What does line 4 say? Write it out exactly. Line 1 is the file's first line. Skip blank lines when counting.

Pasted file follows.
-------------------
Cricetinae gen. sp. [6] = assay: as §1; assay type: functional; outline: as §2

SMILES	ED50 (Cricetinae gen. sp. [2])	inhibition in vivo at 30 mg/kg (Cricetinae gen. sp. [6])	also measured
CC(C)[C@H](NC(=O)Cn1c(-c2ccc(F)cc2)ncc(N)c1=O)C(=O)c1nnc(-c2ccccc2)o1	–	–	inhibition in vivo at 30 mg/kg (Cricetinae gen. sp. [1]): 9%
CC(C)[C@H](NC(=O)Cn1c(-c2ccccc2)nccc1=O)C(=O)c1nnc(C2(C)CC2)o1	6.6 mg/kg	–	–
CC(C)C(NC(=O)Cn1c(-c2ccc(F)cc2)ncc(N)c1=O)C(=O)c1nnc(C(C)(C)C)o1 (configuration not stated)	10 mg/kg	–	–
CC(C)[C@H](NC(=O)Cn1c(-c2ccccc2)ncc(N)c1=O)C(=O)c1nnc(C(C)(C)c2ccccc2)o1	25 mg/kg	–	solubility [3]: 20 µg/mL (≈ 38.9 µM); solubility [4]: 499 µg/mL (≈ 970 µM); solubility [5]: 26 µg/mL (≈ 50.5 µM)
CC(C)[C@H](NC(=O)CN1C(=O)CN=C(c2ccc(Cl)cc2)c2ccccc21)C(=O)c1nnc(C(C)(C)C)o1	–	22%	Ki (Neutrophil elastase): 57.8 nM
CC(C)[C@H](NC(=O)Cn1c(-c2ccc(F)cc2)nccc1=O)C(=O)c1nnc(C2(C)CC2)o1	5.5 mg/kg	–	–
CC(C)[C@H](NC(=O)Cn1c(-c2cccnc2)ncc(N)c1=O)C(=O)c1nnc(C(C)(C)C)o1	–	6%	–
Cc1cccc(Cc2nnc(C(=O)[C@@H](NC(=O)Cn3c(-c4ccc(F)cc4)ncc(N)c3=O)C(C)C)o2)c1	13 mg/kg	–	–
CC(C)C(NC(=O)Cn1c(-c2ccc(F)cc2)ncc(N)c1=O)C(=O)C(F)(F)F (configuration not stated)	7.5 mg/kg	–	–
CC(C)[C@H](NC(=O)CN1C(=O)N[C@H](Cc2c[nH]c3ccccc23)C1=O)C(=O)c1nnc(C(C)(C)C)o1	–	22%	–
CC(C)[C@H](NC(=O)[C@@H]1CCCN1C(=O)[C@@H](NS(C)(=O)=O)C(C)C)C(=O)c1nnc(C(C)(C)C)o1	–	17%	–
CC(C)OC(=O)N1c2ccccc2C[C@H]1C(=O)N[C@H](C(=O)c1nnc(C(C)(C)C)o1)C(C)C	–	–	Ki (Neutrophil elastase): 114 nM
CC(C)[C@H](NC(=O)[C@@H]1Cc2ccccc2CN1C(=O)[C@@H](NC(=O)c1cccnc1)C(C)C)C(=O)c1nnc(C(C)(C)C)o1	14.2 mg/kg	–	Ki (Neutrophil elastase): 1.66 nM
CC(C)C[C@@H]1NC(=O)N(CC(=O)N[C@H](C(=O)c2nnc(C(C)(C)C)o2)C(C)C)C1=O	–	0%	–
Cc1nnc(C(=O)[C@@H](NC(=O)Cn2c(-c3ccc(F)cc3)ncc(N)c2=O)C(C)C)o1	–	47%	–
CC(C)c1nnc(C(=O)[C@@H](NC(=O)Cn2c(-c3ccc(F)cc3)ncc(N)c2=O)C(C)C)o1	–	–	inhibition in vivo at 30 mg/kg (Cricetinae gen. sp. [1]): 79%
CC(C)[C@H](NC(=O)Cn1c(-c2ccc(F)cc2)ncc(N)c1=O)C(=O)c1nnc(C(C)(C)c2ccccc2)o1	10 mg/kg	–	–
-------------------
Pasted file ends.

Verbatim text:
CC(C)[C@H](NC(=O)Cn1c(-c2ccccc2)nccc1=O)C(=O)c1nnc(C2(C)CC2)o1	6.6 mg/kg	–	–